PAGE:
GSL Online

Gender & Sexuality Law Online is a webjournal published by the Columbia Law School Center for Gender & Sexuality Law.

Women Who Abort as Victims and Prostitutes as “Allegorical Threats to the Nation”

Author: Donna Azoulay, JD 2010

Abstract: Abortion and prostitution share similarities. Both typically involve two parties, one providing a service and the other paying for the service. Further, abortion and prostitution are typically gendered practices – in cases of abortion the person performing the abortion, also known as the service provider, is typically a male and the customers are always female; in prostitution the prostitute, also viewed as a service provider, is usually a female and her customer usually male. Additionally, abortion and prostitution relate to sex either indirectly or directly. The underlying act that leads to abortion is sex, and the act that directly defines prostitution is sex, yet for some reason the law treats the woman who aborts differently than the woman who engages in prostitution. It goes without saying that women who abort and prostitutes are not exactly the same, and therefore it does not seem unreasonable that under the law they are! treated differently. However, this paper seeks to understand why women who abort are treated as victims whereas prostitutes are treated as criminals. Paternalism, language, motherhood, and marital rape, are proposed as four possible reasons why the United States criminal justice system treats women who abort as victims, and prostitutes as “allegorical threats to the nation.”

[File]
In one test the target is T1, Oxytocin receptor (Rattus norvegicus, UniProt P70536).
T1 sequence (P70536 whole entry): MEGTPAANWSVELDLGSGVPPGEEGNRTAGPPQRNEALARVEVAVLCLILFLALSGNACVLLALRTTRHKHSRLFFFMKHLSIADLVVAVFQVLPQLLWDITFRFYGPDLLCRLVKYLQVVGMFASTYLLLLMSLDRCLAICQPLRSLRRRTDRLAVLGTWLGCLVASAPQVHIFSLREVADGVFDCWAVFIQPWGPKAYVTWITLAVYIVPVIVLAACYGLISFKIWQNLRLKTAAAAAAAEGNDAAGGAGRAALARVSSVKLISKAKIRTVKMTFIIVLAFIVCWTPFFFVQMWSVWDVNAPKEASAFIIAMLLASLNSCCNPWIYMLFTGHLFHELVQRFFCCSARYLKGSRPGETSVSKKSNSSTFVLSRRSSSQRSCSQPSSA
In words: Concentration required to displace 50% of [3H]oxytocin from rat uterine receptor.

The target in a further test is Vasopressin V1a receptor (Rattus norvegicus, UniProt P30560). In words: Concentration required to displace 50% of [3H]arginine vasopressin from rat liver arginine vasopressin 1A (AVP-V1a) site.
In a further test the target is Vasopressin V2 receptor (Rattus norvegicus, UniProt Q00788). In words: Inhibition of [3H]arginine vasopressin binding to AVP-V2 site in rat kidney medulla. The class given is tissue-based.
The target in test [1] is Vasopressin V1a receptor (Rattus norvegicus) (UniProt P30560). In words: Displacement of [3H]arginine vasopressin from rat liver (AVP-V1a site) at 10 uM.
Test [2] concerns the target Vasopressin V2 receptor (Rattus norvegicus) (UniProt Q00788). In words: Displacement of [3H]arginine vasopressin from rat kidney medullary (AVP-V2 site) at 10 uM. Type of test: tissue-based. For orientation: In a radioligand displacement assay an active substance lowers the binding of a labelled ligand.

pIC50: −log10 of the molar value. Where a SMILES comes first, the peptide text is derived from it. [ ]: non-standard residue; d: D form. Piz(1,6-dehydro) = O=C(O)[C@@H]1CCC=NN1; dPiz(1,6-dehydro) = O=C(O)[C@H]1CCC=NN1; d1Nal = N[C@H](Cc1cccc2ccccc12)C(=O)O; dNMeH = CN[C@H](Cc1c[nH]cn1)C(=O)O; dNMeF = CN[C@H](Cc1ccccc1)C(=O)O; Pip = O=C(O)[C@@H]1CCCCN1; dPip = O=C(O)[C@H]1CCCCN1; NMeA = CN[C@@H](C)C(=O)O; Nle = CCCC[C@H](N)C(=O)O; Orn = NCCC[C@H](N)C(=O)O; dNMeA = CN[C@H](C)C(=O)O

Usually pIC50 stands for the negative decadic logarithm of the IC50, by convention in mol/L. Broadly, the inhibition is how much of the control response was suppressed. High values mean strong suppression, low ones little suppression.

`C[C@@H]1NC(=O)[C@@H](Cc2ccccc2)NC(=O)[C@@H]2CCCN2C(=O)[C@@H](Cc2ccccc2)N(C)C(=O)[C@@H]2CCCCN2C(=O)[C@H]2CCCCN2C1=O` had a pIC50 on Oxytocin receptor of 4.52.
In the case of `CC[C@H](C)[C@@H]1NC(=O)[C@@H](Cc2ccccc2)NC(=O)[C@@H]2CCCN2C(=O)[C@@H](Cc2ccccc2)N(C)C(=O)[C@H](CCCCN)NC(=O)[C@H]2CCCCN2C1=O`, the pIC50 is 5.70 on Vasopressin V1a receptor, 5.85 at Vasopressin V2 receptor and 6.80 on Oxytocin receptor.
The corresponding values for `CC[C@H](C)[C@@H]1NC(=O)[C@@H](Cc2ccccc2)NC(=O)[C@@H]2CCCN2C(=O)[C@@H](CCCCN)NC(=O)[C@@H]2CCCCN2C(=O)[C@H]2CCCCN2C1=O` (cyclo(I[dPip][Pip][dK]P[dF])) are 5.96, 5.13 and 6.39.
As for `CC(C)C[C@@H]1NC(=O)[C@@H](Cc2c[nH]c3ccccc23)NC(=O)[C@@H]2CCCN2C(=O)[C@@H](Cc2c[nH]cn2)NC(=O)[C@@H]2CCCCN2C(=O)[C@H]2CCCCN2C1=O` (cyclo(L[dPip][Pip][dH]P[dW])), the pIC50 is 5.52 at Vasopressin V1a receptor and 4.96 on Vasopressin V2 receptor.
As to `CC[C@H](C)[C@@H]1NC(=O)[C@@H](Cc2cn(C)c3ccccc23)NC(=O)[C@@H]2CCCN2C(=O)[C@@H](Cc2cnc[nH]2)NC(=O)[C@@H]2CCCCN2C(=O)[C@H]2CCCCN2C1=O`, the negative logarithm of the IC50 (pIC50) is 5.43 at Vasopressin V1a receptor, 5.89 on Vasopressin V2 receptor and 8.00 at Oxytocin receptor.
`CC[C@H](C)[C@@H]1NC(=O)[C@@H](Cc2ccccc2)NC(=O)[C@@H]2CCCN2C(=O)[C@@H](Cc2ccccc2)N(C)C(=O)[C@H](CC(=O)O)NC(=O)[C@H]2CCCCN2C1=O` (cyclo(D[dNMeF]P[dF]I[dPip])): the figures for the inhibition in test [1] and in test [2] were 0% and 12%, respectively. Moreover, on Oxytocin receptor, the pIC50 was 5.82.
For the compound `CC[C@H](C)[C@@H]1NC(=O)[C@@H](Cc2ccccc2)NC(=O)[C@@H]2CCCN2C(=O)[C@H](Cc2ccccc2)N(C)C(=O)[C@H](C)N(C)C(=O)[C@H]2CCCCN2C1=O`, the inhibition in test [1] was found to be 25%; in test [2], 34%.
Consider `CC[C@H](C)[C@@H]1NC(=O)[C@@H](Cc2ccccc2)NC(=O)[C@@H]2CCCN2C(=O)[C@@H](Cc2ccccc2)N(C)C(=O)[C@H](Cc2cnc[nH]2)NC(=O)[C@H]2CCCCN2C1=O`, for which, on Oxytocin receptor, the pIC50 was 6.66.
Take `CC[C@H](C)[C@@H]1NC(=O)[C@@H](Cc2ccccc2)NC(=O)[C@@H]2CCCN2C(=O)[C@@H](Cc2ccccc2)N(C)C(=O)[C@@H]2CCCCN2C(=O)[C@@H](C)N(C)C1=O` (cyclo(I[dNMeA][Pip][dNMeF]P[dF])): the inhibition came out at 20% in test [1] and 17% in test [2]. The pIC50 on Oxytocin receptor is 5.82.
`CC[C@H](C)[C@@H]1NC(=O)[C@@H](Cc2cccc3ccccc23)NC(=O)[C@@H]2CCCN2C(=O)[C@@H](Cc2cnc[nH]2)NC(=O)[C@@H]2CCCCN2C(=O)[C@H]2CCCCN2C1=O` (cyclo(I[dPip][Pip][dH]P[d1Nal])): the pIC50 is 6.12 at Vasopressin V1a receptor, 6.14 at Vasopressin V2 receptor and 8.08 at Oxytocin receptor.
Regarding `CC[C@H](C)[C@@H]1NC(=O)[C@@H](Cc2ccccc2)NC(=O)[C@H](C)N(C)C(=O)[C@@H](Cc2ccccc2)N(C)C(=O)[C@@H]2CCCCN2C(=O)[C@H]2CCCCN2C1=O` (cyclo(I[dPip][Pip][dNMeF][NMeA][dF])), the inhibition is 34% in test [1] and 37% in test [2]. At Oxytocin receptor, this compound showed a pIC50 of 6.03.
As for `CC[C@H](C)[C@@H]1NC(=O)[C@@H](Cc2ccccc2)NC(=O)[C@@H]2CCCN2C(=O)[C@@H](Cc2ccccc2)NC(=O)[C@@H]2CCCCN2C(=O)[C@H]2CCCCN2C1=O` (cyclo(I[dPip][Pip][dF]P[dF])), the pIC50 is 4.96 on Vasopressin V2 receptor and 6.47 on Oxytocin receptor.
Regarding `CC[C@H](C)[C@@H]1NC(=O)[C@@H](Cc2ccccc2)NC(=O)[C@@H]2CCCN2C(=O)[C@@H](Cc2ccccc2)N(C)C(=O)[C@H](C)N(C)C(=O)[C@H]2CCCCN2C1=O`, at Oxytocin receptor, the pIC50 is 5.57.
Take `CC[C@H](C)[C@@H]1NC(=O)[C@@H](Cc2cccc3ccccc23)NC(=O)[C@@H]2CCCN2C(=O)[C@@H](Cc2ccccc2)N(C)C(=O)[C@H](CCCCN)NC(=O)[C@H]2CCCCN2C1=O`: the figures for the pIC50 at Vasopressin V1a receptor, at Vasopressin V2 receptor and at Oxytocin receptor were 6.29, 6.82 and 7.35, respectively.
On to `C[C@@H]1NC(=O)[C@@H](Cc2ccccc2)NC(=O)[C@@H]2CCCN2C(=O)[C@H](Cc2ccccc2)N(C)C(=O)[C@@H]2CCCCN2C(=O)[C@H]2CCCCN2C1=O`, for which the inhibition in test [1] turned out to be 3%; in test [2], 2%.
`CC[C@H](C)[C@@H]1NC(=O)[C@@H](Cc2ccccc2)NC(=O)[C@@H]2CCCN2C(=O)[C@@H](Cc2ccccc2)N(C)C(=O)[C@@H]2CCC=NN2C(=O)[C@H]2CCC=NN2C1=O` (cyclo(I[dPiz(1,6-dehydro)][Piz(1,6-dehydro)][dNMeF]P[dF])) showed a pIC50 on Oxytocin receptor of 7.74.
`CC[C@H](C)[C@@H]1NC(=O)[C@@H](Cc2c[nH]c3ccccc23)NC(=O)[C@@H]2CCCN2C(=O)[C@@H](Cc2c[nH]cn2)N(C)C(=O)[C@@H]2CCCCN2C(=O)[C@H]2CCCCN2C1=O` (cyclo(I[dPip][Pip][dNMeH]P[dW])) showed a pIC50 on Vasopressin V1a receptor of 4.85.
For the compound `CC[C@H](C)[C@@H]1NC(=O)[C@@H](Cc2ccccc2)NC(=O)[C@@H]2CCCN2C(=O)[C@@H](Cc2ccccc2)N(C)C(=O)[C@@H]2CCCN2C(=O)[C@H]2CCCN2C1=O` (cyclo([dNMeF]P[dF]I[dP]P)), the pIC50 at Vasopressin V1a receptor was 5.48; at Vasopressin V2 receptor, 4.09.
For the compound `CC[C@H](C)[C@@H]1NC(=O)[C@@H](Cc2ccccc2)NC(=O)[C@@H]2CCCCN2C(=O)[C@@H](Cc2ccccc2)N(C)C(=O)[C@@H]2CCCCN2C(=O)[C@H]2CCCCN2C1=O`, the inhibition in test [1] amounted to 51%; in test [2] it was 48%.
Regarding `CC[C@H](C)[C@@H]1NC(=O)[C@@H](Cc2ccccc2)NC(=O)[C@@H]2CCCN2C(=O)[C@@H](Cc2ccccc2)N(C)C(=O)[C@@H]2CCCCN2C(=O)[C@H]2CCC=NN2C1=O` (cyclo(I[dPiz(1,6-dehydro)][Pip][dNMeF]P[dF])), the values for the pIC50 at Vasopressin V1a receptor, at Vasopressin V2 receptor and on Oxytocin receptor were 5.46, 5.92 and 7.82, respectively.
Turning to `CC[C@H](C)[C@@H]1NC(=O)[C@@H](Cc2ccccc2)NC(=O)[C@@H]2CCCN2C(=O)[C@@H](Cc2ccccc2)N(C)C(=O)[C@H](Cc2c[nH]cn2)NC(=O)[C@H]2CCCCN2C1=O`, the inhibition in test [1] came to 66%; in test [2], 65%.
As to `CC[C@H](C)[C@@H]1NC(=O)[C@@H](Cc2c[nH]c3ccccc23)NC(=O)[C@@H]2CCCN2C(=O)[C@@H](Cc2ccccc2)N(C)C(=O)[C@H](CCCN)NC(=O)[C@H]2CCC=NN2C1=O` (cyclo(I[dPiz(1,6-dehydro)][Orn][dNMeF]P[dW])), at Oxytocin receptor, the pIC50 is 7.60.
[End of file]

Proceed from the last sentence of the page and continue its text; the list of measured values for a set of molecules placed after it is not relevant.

Full Article: Women Who Abort as Victims and Prostitutes as “Allegorical Threats to the Nation”

Subjects: Criminal Law, Family Law, Reproductive Rights, Sex Work


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